MPs in last minute rush to avert dissolution of Parliament
20 August 2015, 09:33
Nairobi – MPs are planning to extend the constitutional timeline in implementation of certain legislations to at least 12 months to avert the risk of dissolving the Parliament.
The legislators have been forced to extend the August 28, 2014 deadline for additional time to enact the remaining 28 pieces of legislations they blamed the Executive of delaying to draft, publish and forward to Parliament for appropriate enactment.
The National Assembly Constitutional Implementation and Oversight committee chairman, Njoroge Baiya (Githunguri) who asked the House through a special motion to accept the extension period by 12 months, said most Bills had been tabled and were in First Reading Stage therefore required more time to be enacted.
“Some Bills require more time because of the constitutional provision of intervention between National Assembly and the Senate in their legislations. If time is not extended, consequences fall squarely on both Houses,” said Baiya.
“The High Court can ultimately order the dissolution of Parliament for not enacting the required legislations as per time provided in the Constitution,” he warned.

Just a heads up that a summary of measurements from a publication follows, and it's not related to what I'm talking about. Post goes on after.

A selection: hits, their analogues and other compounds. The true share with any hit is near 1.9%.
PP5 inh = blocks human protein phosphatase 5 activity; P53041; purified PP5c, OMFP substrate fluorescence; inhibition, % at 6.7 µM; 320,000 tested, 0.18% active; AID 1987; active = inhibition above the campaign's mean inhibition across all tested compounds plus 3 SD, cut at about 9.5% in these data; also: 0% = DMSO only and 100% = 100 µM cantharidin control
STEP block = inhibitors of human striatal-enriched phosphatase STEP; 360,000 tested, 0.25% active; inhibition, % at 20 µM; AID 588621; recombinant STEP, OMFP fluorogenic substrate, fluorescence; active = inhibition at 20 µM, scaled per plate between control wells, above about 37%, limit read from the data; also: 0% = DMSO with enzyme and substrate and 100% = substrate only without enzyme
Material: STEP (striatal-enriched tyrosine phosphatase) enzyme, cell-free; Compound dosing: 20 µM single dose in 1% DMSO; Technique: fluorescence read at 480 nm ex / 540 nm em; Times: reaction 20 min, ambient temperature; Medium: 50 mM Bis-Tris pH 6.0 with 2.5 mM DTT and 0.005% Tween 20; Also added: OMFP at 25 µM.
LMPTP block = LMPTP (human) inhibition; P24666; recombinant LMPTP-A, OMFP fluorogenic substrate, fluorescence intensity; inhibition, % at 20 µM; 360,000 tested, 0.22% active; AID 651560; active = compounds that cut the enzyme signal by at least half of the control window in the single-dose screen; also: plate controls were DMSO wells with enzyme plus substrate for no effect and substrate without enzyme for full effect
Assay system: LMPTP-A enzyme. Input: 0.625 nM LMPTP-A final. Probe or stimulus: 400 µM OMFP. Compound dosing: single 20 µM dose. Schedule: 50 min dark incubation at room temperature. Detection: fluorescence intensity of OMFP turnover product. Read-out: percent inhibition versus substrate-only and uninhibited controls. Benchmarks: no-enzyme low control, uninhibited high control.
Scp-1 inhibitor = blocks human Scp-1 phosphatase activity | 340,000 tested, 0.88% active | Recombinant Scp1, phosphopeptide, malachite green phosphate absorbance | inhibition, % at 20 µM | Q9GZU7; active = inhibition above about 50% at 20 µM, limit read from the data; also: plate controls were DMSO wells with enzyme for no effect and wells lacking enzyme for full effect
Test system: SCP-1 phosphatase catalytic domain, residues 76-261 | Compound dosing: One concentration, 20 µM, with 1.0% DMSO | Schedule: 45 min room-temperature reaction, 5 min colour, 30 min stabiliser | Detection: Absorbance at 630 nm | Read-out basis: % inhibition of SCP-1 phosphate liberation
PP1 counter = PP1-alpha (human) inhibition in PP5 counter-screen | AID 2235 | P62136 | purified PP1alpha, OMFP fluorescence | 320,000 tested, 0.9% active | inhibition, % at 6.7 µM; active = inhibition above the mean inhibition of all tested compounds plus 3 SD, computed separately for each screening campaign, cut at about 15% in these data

Read Also: Residents hold MP hostage, threaten to lynch him
The National Assembly Deputy Majority Leader, Naomi Shaban supported the proposal to extend the time citing that last year they were forced to hurriedly pass legislations until late evenings without considering the impending consequences.
“Extending the time by 12 months is not a bad decision for us to have ample time for enactment of legislations. We don’t want to get in the situation where anyone can petition in the High Court seeking dissolution of Parliament,” warned Shaban.
She pointed out that the move was not in contravention of the Constitution considering the 5-year lifespan of Parliament in discharging its legislative mandates.
National Assembly Majority Leader, Adan Duale said the House Business Committee will convene a special consultative meeting on Thursday to agree on whether there should be “extension of time by six, nine or 12 months.”
National Assembly Deputy Minority Leader, Jakoyo Midiwo particularly faulted the drafters of the New Constitution for proposing that Parliament be held responsible for not meeting the deadline in enacting certain legislations yet the Executive might be the cause of such delayed enactments.
“The Executive has severally refused to give laws for Parliament to act on them. We plead with ministries not to make Parliament look bad yet they are the cause of problem,” said Midiwo.
The hotly debated two-third gender rule legislation is among the 28 laws to have been enacted before the August 28 deadline elapses.
For the latest on national news, politics, sport, entertainment and more follow us on Twitter and like our Facebook page!
Disclaimer: All articles and letters published on MyNews24 have been independently written by members of News24's community. The views of users published on News24 are therefore their own and do not necessarily represent the views of News24. News24 editors also reserve the right to edit or delete any and all comments received.